“Mojave” comes from the mind of William Monahan, who gave the world a real gift with his script for “The Departed” … but also a lump of coal with “Edge of Darkness,” the last non-ironic Mel Gibson movie. It’s a literate work but also one of overwrought, overblown pretension. Isaac hams up his character, the mysterious desert drifter Jack, and seems to be enjoying himself. If only I could have shared in that feeling.

He gets an enjoyable moment here and there, but these are never enough to redeem – much less cohere – the mess that is “Mojave.” The film dabbles in far too many genres, sub-genres and plot digressions that I do not really know what to call it.

Monahan begins the film with Garrett Hedlund’s Thomas, a frustrated actor (the most severely underrepresented group on film – NOT), who meets Jack in the desert while trying to escape his life. The two share an exaggerated, overly articulate conversation, but it’s at least compelling. For whatever reason, I had the impression the movie would be a pure two-hander. “Mojave” might have been better had Monahan kept it this way, just letting the two men feed off each other. Hedlund could certainly use a meatier role; he has yet to further develop the charisma shown in 2012’s underseen “On the Road.” But Monahan mostly just leaves him to sulk. Actors, you know? C2stars

REVIEW: Green Room

18 01 2016

This review originally appeared on Movie Mezzanine, for whom I covered Fantastic Fest in Austin, TX.

Jeremy Saulnier’s breakout film Blue Ruin depicted violence as an elemental force; a practically innate disposition of the human condition. In that spin on a classic revenge tale, Saulnier metes out precious little information on the characters hell-bent on destruction to highlight how shockingly natural these primal acts are.

His follow-up, Green Room, also takes violence as one of its major subjects – but here, the filmmaker shifts gears, depicting the savagery of human conflict as something aberrant to our very nature. As a punk rock band, barred off in a green room, wars against the group of neo-Nazis that hosted their show, acts of brutality take on an almost cartoonish tenor. For instance, someone’s mangled arm looks like a candy cane of flesh and blood, a sight Saulnier milks for all it’s worth to the tune of disgusted groans.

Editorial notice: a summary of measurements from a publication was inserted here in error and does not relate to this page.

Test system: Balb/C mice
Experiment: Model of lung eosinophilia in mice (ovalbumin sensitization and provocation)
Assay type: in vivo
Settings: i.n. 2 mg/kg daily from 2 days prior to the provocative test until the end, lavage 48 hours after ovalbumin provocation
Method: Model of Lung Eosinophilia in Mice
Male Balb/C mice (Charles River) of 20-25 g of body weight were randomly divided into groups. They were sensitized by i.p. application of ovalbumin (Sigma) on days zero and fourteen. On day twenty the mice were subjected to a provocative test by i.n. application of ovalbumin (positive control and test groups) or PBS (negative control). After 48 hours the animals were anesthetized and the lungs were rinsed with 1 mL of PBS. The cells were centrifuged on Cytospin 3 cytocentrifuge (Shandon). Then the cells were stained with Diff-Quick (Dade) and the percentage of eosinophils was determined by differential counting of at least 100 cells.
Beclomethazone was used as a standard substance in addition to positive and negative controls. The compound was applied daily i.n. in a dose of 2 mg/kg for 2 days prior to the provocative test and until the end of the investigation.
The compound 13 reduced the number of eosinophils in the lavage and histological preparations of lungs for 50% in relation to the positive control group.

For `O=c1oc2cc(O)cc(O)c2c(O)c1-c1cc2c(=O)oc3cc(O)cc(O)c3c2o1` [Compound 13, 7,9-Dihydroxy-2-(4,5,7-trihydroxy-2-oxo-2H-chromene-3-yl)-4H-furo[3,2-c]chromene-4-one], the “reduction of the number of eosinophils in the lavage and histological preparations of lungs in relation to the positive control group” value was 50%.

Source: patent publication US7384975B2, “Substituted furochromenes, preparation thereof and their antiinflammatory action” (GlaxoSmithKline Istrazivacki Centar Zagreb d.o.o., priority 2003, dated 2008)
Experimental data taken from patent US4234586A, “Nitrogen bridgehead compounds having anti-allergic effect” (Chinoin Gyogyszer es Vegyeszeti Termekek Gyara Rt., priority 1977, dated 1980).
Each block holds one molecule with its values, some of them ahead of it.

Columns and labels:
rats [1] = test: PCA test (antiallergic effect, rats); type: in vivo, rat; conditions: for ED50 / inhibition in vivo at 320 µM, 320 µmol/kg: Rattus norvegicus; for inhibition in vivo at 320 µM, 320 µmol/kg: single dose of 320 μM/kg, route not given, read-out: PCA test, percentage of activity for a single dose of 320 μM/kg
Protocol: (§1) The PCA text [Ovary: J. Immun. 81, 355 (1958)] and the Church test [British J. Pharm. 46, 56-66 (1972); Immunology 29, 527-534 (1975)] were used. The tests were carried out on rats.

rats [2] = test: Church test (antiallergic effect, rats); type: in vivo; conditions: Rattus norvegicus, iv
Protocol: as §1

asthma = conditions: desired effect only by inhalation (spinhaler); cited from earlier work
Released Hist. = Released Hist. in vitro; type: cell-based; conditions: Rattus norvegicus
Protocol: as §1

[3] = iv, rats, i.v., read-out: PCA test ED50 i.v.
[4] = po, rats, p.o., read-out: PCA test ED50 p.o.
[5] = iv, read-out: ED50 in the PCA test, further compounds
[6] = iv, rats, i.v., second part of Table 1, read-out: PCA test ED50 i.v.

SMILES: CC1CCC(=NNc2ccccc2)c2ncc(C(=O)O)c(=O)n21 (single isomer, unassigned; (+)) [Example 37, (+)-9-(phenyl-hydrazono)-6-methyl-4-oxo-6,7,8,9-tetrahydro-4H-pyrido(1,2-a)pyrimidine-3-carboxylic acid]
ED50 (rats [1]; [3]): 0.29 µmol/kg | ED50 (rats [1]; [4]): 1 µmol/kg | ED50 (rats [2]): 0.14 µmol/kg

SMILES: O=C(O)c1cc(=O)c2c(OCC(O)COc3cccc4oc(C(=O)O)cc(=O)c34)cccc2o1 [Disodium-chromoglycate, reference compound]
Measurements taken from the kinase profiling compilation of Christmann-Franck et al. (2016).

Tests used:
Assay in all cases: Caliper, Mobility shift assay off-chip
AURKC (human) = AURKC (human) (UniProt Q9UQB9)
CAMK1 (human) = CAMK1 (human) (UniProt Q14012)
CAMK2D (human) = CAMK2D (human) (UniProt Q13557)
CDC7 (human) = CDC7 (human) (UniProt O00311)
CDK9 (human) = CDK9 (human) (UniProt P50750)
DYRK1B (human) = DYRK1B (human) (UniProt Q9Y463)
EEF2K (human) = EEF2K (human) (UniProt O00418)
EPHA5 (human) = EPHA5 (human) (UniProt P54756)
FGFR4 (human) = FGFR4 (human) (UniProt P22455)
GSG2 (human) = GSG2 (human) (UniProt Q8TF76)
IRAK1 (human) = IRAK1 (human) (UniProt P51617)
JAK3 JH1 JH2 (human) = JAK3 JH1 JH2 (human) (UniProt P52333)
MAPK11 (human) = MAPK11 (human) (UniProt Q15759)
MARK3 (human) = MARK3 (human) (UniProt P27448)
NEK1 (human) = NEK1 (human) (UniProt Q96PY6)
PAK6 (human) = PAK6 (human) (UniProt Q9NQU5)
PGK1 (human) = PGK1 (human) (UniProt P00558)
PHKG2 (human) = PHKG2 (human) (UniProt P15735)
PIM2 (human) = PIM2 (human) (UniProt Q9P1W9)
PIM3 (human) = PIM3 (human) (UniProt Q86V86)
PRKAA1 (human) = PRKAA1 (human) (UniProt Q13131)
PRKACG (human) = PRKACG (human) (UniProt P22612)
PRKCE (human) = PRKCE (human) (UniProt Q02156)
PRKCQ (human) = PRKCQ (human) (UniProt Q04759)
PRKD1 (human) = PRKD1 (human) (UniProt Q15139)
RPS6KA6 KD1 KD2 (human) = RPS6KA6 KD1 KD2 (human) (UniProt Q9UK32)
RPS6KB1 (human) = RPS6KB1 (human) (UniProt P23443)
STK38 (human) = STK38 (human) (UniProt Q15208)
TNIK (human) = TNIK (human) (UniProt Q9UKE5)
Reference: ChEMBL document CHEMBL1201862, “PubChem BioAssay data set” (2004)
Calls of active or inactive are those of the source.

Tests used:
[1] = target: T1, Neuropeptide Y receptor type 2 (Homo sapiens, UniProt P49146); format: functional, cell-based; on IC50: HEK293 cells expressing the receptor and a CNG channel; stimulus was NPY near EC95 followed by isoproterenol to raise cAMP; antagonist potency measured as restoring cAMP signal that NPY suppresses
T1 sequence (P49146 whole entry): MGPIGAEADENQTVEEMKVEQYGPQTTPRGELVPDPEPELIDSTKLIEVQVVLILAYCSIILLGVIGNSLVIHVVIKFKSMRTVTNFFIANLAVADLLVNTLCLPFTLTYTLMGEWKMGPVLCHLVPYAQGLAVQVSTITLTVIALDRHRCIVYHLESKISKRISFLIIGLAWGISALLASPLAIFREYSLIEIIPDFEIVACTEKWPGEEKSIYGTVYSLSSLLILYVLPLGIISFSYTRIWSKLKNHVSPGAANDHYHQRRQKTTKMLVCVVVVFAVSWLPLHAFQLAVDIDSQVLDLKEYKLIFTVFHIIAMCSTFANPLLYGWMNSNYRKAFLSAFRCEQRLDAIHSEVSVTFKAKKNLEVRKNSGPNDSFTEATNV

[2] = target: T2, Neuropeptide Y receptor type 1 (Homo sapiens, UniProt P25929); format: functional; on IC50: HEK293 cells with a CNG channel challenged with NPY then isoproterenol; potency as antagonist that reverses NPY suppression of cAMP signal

Green Room

This unnatural, unsettling violence provides heightened stakes for what otherwise might play like a simple hodgepodge of tropes from final girl” captivity or siege-style thrillers. Throwing in a group of white supremacists helps to add weight (especially when these groups are currently coming out of the woodwork to endorse Donald Trump’s presidential run). But while their violence may be exaggerated, Saulnier never strips them – or their trained attack dogs – of basic dignity. He even includes a sequence, beautifully shot by director of photography Sean Porter, which manages to find a bit of impressionistic poetry in the writhing bodies of their mosh pit.

To be clear, Green Room never condones the group’s ideology. The skinheads are still clearly the villains, but Saulnier’s choice to withhold immediate and unflinching condemnation allows some insight into what holds the group together. Their leader, Patrick Stewart’s Darcy, hardly matches the model of the charismatic authority figure. Instead, along with his tactical right hand man Gabe (Blue Ruin star Macon Blair), he evinces a magnetism of the calm and collected variety.

Green Room 2

That disposition stands in stark contrast to the manic array of rockers that constitute “The Ain’t Rights,” led by Anton Yelchin’s Pat and Alia Shawkat’s Sam. Even though their music pushes them to the fringes of performance venues, the group still lacks common sense and self-defense mechanisms. Still, Saulnier clearly feels a good deal of kinship with the punks and gives them dynamic personalities that prove oddly compelling. These vibrant characters ensure more colors are at play than just the red that dominates Green RoomB2halfstars

REVIEW: Inside Llewyn Davis

17 01 2016

Inside Llewyn DavisCannes Film Festival – Official Competition, 2013

“If it was never new and it never gets old, it’s a folk song,” explains Llewyn Davis (Oscar Isaac) after yet another gig strumming his guitar at Greenwich Village’s Gaslamp in”Inside Llewyn Davis.” The film is full of folk tunes in its soundtrack as it recreates the pre-Dylan early 1960s scene in New York. Yet, in many ways, the Coen Brothers’ film itself is a folk song, if judged by the definition they provide.